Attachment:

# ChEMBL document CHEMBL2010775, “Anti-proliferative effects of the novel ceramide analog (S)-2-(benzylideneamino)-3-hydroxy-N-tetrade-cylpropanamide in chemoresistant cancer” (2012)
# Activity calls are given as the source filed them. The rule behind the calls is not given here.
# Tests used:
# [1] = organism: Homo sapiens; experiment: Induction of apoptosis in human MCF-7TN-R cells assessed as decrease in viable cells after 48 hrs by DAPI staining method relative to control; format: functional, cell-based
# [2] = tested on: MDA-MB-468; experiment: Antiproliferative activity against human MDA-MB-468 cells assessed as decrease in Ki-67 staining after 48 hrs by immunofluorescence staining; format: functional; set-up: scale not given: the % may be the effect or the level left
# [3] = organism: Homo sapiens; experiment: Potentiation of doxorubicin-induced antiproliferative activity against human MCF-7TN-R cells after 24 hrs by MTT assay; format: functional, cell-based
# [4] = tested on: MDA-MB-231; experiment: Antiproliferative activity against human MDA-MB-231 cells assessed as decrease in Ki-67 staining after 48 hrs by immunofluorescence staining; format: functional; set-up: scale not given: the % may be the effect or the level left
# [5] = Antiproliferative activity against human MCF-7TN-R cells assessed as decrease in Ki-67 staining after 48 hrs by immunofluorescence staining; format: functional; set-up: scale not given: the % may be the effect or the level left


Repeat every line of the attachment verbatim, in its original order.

# ChEMBL document CHEMBL2010775, “Anti-proliferative effects of the novel ceramide analog (S)-2-(benzylideneamino)-3-hydroxy-N-tetrade-cylpropanamide in chemoresistant cancer” (2012)
# Activity calls are given as the source filed them. The rule behind the calls is not given here.
# Tests used:
# [1] = organism: Homo sapiens; experiment: Induction of apoptosis in human MCF-7TN-R cells assessed as decrease in viable cells after 48 hrs by DAPI staining method relative to control; format: functional, cell-based
# [2] = tested on: MDA-MB-468; experiment: Antiproliferative activity against human MDA-MB-468 cells assessed as decrease in Ki-67 staining after 48 hrs by immunofluorescence staining; format: functional; set-up: scale not given: the % may be the effect or the level left
# [3] = organism: Homo sapiens; experiment: Potentiation of doxorubicin-induced antiproliferative activity against human MCF-7TN-R cells after 24 hrs by MTT assay; format: functional, cell-based
# [4] = tested on: MDA-MB-231; experiment: Antiproliferative activity against human MDA-MB-231 cells assessed as decrease in Ki-67 staining after 48 hrs by immunofluorescence staining; format: functional; set-up: scale not given: the % may be the effect or the level left
# [5] = Antiproliferative activity against human MCF-7TN-R cells assessed as decrease in Ki-67 staining after 48 hrs by immunofluorescence staining; format: functional; set-up: scale not given: the % may be the effect or the level left